The Burning Of Troy, by Claes Jansz. van der Willigen (c. 1630-1676)

This painting, by the Dutch artist Claes Jansz. van der Willigen (c. 1630-1676), depicts the end of the Trojan War and features a family that links the myths and legends of Troy to the origin tales of ancient Rome. In the center of the canvas, it is the Trojan hero Aeneas—along with his father, wife and son—who can be seen fleeing from their burning homeland after the Greek victory in the legendary war. According to ancient Greek myth, Aeneas was a demigod, born of the goddess Aphrodite, and it was she who encouraged Aeneas to gather up his family and flee as the Greeks began ransacking and burning the Trojan capital. The hero obeyed his divine mother and rushed to collect his elderly father, his frightened wife, and their young son while time remained to escape. Virgil (70-19 BCE), a poet from Rome, assumed the point of view of Aeneas and described in verse the scene featured here in the painting:

“So come, dear father, climb up onto my shoulders!
I will carry you on my back. This labor of love
will never wear me down. Whatever falls to us now,
we both will share one peril, one path to safety.
Little Iulus, walk beside me, and you, my wife,
follow me at a distance, in my footsteps.
…With that,
over my broad shoulders and round my neck I spread
a tawny lion’s skin for a cloak, and bowing down,
I lift my burden up. Little Iulus, clutching
my right hand, keeps pace with tripping steps.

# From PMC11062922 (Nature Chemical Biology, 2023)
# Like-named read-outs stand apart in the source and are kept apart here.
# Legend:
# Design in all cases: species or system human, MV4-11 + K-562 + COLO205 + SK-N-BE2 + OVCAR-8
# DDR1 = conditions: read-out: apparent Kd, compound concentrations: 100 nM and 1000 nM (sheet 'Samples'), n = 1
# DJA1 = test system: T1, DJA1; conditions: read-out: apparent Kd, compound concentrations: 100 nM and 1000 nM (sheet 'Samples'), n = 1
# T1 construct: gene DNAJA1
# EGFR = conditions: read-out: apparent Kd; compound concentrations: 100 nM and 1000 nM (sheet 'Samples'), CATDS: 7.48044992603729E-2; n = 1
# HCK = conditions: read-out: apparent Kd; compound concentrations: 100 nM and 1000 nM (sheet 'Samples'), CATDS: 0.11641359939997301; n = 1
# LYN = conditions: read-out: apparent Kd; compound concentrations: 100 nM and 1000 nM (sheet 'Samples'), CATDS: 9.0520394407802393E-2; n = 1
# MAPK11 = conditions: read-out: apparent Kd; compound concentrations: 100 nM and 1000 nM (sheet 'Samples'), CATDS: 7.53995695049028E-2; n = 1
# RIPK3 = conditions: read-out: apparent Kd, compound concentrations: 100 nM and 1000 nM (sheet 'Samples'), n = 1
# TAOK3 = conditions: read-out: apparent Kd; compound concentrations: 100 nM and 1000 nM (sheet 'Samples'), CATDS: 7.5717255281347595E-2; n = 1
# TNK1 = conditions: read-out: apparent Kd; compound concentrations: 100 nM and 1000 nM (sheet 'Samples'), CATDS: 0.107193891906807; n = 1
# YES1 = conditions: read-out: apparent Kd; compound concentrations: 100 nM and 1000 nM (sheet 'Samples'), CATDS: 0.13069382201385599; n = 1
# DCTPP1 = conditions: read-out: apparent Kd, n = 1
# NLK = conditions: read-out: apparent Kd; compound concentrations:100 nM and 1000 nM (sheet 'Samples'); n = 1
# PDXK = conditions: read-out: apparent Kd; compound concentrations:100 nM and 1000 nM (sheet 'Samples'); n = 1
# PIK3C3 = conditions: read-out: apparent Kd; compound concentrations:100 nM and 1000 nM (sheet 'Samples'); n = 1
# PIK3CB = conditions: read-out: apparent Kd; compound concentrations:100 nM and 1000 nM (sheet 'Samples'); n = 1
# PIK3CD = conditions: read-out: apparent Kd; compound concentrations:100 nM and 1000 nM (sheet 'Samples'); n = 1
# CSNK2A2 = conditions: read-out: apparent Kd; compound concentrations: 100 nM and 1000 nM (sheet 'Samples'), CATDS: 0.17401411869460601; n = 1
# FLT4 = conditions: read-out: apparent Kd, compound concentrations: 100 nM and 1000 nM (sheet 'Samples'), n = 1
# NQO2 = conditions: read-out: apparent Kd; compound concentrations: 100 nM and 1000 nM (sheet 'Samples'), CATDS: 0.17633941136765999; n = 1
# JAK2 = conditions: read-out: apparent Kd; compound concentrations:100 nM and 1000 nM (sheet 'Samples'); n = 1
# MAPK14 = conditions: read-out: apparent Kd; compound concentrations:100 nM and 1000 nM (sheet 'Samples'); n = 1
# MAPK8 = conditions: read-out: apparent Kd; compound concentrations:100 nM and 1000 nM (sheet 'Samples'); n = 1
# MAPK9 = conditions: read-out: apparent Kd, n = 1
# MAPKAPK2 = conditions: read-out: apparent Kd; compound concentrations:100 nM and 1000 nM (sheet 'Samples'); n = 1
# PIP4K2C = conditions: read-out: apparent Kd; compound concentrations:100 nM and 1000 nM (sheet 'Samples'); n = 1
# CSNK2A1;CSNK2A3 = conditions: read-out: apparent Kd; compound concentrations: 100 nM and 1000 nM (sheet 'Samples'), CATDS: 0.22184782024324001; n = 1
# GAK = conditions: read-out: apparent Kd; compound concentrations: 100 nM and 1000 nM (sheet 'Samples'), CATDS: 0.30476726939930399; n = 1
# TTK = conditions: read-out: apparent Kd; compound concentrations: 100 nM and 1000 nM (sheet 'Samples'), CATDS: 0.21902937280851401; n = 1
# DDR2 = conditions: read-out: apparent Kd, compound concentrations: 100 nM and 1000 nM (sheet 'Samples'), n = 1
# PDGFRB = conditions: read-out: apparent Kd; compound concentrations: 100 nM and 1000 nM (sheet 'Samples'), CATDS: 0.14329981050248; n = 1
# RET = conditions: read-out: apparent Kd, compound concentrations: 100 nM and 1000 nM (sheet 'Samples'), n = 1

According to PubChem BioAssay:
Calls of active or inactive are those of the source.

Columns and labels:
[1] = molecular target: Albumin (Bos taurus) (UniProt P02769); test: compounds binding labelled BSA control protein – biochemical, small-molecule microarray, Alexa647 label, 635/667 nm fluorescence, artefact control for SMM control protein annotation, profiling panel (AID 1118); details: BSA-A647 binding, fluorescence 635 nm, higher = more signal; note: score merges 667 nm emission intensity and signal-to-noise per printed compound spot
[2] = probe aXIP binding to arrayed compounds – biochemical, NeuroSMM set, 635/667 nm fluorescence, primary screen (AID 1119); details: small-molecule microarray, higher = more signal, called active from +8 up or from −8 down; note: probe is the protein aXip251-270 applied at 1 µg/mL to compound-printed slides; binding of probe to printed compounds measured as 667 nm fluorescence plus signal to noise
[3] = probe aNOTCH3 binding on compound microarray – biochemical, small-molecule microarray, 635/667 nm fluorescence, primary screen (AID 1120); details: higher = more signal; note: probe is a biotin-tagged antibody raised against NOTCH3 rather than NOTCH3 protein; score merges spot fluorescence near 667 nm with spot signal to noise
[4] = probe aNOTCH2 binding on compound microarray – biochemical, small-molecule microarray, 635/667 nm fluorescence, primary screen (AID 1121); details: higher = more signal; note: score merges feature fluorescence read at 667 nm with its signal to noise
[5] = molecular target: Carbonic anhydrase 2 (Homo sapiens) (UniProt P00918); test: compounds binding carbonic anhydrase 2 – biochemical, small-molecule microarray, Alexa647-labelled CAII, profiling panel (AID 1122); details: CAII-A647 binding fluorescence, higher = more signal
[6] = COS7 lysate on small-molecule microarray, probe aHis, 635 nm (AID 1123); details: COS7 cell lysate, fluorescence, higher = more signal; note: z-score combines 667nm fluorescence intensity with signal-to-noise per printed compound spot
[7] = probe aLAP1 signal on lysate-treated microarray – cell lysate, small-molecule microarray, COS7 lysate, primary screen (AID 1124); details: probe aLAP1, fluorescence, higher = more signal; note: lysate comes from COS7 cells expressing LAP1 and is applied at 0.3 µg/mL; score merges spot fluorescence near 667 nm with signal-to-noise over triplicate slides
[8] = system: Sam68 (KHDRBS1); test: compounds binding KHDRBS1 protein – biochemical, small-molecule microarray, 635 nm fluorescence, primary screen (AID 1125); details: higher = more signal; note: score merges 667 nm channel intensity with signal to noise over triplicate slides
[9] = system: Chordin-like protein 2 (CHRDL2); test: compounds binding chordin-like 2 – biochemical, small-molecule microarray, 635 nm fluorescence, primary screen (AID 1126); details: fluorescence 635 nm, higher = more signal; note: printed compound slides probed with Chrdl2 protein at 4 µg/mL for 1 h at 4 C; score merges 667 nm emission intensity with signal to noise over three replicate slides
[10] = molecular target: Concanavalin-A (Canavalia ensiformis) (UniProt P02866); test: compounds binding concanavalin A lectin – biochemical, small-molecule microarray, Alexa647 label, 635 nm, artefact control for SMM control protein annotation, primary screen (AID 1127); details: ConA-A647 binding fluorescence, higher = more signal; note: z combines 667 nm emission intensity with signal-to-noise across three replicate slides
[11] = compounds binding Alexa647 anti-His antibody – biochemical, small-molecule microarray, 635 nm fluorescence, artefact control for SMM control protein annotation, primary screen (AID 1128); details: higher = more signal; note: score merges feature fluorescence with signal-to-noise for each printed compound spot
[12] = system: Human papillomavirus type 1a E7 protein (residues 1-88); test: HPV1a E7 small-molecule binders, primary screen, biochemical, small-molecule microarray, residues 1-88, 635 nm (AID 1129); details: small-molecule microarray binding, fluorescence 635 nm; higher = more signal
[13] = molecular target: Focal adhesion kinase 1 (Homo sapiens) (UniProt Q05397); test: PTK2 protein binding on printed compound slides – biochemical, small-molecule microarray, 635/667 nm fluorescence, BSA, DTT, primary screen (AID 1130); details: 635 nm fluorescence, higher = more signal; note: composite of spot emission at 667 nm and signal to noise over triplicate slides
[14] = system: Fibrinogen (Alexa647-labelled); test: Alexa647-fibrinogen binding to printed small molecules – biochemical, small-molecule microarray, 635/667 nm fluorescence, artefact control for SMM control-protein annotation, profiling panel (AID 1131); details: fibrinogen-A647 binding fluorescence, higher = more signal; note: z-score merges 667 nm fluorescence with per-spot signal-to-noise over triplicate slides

My wife trails on behind. And so we make our way
along the pitch-dark paths, and I who had never flinched
at the hurtling spears or swarming Greek assaults—
now every stir of wind, every whisper of sound
alarms me, anxious both for the child beside me
and burden on my back.”
(The Aeneid, Book II, approximately lines 880-910)

Unfortunately, the escape of Aeneas’ family did not go seamlessly and they ultimately did not all get out of the city together. In Virgil’s account, Aeneas’ wife became separated from the rest of the group and ultimately did not survive the sack of the city. Curiously, other alternative accounts did exist in which she did successfully survive alongside her husband, but Virgil, in his famous telling of the story, may have killed off the poor woman to allow Aeneas to uninhibitedly partner with new women that the Trojan hero would soon meet on his odyssey toward Italy. There, according to legend, Aeneas would become an ancestor of Romulus and Remus, who were said to have founded Rome.

Written by C. Keith Hansley


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